Evidence shows water flows on Mars

Photographs of the Martian surface taken by an orbiting spacecraft have revealed powerful evidence that liquid water occasionally flows on the Red Planet's surface, an unexpected finding that suddenly increases the odds that the planet may harbor some kind of life. Scientists have long known that water exists on Mars as polar ice and atmospheric vapor. But a core requirement for life is water in liquid form, a commodity that has been seemingly absent on that cold and ruddy planet. A comparison of photographs taken several years apart by NASA's Mars Global Surveyor has found that two gullies, at least, experienced flash floods in between photo shoots. Washington Post_ 12/6/06

Aviation Week Exclusive: Water spotted on surface of Mars

Editor's note: According to an item first posted by Aviation Week and Space Technology magazine: "NASA is ready to announce major new findings about the presence of water currently emerging onto the surface of Mars. If confirmed, this would increase the possibility that microbial life could have existed recently or possibly exists now on the Martian surface. The potential seepage of ground water onto or near the surface has been a key area of investigation by the Mars Global Surveyor spacecraft (AW&ST Nov. 27, pp. 53-55). Aviation Week/SpaceRef_ 12/4/06

November, 2006

Veteran Mars orbiter that gathered historical evidence of water, may have died

In words and somber tones usually associated with a death in the family, engineers and scientists have announced that the Mars Global Surveyor, the most durable spacecraft ever to orbit that planet, has fallen silent and is given little chance of revival. The 10-year-old spacecraft - which mapped the Martian surface, recorded seasonal and annual climate changes, and gathered evidence of water in the planet's past - has not communicated with flight controllers since Nov. 2. A disabled solar power array is the prime suspect. "We may have lost a dear old friend and teacher," said Michael Meyer, chief scientist for Mars exploration at the National Aeronautics and Space Administration. Meyer spoke at a news teleconference Tuesday from the Jet Propulsion Laboratory in Pasadena, California, where the mission is being directed. New York Times/International Herald Tribune_ 11/22/06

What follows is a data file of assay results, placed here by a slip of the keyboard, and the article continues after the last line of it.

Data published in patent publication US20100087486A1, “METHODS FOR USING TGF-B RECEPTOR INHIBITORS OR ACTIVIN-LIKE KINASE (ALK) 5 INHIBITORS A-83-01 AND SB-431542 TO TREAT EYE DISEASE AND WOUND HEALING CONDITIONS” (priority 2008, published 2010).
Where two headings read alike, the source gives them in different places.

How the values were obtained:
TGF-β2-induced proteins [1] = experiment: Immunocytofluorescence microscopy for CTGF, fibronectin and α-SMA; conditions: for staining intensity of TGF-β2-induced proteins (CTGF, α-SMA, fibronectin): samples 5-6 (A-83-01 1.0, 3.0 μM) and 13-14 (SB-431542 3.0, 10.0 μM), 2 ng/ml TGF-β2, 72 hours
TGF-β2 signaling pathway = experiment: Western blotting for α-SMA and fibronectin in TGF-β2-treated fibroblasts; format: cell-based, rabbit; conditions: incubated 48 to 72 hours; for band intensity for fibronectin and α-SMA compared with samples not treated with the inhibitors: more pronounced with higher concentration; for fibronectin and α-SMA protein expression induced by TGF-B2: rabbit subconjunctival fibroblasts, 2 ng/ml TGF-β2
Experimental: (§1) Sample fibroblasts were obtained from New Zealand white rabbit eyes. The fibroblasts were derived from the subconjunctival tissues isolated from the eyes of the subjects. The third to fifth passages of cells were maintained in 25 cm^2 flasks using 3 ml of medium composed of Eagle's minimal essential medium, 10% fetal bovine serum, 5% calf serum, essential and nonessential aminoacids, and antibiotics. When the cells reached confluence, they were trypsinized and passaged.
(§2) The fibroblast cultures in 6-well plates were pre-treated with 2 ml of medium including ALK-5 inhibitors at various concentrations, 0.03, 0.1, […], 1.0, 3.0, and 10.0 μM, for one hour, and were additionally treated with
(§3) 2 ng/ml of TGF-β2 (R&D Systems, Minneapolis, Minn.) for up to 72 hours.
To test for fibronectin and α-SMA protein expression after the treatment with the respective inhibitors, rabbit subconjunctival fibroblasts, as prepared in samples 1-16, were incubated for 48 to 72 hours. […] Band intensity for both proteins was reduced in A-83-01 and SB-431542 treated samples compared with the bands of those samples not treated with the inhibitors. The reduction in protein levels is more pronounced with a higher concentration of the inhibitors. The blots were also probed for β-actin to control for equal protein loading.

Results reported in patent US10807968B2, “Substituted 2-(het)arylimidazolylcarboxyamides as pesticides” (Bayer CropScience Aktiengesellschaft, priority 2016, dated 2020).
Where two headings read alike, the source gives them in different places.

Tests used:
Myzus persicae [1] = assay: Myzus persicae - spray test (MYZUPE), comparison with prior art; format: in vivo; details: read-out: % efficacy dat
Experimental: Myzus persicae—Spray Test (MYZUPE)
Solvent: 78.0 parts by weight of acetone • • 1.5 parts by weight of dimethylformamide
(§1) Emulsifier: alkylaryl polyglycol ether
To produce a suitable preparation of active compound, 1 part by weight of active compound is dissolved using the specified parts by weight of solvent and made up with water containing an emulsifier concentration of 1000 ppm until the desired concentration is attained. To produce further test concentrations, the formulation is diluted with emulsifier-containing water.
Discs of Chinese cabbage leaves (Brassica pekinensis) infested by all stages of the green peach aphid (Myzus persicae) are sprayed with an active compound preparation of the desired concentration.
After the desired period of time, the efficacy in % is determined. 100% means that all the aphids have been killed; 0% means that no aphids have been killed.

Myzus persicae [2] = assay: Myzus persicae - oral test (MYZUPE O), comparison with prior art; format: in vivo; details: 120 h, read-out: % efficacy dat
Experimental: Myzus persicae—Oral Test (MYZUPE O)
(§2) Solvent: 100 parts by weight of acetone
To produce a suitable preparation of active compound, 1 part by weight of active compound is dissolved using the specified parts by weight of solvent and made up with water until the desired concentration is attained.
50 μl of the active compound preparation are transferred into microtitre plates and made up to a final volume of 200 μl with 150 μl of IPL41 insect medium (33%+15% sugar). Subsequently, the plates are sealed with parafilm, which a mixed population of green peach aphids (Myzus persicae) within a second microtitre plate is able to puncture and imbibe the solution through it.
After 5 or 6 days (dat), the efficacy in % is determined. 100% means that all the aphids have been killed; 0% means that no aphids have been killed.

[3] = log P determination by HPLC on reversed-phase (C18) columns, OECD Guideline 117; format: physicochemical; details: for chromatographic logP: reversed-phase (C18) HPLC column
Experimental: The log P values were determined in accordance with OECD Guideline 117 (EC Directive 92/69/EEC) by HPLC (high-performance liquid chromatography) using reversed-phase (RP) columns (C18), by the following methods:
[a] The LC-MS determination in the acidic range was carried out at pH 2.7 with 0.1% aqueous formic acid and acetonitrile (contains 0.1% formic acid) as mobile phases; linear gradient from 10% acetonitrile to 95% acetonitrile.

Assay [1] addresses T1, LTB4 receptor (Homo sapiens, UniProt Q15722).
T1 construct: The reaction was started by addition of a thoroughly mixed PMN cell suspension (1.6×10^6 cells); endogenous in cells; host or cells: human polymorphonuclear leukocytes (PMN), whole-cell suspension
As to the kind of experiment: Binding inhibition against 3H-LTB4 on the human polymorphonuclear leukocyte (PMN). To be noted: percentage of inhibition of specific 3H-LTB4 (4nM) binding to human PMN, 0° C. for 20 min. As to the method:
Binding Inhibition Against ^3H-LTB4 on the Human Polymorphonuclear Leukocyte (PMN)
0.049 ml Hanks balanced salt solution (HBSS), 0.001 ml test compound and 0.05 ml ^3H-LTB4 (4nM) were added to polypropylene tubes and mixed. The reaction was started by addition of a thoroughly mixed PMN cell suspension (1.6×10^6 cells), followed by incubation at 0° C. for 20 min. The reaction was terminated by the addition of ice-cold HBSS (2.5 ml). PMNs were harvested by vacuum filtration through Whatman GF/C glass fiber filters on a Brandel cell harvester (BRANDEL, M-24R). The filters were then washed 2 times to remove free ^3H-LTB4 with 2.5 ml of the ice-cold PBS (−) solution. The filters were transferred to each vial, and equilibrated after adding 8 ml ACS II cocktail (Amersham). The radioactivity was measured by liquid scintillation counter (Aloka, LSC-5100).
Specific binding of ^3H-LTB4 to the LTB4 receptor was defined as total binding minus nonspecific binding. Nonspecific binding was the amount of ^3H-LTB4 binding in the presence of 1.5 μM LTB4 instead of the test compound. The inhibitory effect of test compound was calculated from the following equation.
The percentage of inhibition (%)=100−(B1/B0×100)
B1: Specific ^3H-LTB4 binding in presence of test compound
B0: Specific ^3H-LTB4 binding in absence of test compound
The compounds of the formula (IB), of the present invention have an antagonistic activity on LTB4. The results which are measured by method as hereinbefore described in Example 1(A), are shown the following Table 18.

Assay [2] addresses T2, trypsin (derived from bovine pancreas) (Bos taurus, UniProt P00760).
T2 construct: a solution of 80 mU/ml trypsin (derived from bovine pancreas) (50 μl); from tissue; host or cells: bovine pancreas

NASA's Opportunity rover approaches crater in search for history of water on Mars

Opportunity has been making its way to Victoria Crater for the past 21 Earth months - about half its mission. The depression has high walls with layers of exposed rock that should reveal significant new information about the Red Planet's geological past. The researchers hope it will serve up a treasure trove of information about Martian history, particularly the role of water on the planet. BBC News_ 9/29/06

June, 2006

Exploring Mars: a crater where water ran